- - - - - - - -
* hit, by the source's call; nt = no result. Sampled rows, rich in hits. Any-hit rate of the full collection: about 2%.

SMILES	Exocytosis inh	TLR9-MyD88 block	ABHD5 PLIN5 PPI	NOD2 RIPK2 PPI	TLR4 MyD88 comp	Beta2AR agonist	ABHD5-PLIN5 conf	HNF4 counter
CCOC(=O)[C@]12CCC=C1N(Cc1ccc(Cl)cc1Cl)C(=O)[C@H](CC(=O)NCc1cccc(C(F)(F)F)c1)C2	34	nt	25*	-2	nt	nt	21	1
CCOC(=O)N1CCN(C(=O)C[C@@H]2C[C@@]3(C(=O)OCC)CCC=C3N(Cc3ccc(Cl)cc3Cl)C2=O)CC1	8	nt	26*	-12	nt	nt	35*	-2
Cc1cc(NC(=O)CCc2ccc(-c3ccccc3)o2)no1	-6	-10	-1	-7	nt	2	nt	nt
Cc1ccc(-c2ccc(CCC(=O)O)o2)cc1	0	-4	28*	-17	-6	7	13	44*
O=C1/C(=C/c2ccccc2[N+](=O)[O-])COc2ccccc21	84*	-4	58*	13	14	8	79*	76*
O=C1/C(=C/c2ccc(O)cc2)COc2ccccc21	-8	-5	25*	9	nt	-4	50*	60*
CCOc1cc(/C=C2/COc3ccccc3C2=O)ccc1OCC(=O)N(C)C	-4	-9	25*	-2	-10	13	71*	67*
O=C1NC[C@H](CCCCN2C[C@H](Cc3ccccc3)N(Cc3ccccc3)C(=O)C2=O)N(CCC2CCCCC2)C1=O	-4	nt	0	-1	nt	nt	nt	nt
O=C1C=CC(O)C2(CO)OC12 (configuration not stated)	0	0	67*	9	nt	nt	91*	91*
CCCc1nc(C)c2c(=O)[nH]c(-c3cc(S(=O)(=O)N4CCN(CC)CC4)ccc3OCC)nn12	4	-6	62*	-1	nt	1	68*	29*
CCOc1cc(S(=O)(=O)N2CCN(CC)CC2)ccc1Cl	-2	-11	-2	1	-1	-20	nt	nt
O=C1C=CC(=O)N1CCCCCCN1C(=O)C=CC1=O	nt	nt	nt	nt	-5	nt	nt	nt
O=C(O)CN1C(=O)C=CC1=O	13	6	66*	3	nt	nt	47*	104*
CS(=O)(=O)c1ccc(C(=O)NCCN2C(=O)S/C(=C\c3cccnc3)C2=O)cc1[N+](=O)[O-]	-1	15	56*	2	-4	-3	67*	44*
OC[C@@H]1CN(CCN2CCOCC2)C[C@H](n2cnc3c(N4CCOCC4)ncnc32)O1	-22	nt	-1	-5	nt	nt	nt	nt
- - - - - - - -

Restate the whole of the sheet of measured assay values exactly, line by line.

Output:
* hit, by the source's call; nt = no result. Sampled rows, rich in hits. Any-hit rate of the full collection: about 2%.

SMILES	Exocytosis inh	TLR9-MyD88 block	ABHD5 PLIN5 PPI	NOD2 RIPK2 PPI	TLR4 MyD88 comp	Beta2AR agonist	ABHD5-PLIN5 conf	HNF4 counter
CCOC(=O)[C@]12CCC=C1N(Cc1ccc(Cl)cc1Cl)C(=O)[C@H](CC(=O)NCc1cccc(C(F)(F)F)c1)C2	34	nt	25*	-2	nt	nt	21	1
CCOC(=O)N1CCN(C(=O)C[C@@H]2C[C@@]3(C(=O)OCC)CCC=C3N(Cc3ccc(Cl)cc3Cl)C2=O)CC1	8	nt	26*	-12	nt	nt	35*	-2
Cc1cc(NC(=O)CCc2ccc(-c3ccccc3)o2)no1	-6	-10	-1	-7	nt	2	nt	nt
Cc1ccc(-c2ccc(CCC(=O)O)o2)cc1	0	-4	28*	-17	-6	7	13	44*
O=C1/C(=C/c2ccccc2[N+](=O)[O-])COc2ccccc21	84*	-4	58*	13	14	8	79*	76*
O=C1/C(=C/c2ccc(O)cc2)COc2ccccc21	-8	-5	25*	9	nt	-4	50*	60*
CCOc1cc(/C=C2/COc3ccccc3C2=O)ccc1OCC(=O)N(C)C	-4	-9	25*	-2	-10	13	71*	67*
O=C1NC[C@H](CCCCN2C[C@H](Cc3ccccc3)N(Cc3ccccc3)C(=O)C2=O)N(CCC2CCCCC2)C1=O	-4	nt	0	-1	nt	nt	nt	nt
O=C1C=CC(O)C2(CO)OC12 (configuration not stated)	0	0	67*	9	nt	nt	91*	91*
CCCc1nc(C)c2c(=O)[nH]c(-c3cc(S(=O)(=O)N4CCN(CC)CC4)ccc3OCC)nn12	4	-6	62*	-1	nt	1	68*	29*
CCOc1cc(S(=O)(=O)N2CCN(CC)CC2)ccc1Cl	-2	-11	-2	1	-1	-20	nt	nt
O=C1C=CC(=O)N1CCCCCCN1C(=O)C=CC1=O	nt	nt	nt	nt	-5	nt	nt	nt
O=C(O)CN1C(=O)C=CC1=O	13	6	66*	3	nt	nt	47*	104*
CS(=O)(=O)c1ccc(C(=O)NCCN2C(=O)S/C(=C\c3cccnc3)C2=O)cc1[N+](=O)[O-]	-1	15	56*	2	-4	-3	67*	44*
OC[C@@H]1CN(CCN2CCOCC2)C[C@H](n2cnc3c(N4CCOCC4)ncnc32)O1	-22	nt	-1	-5	nt	nt	nt	nt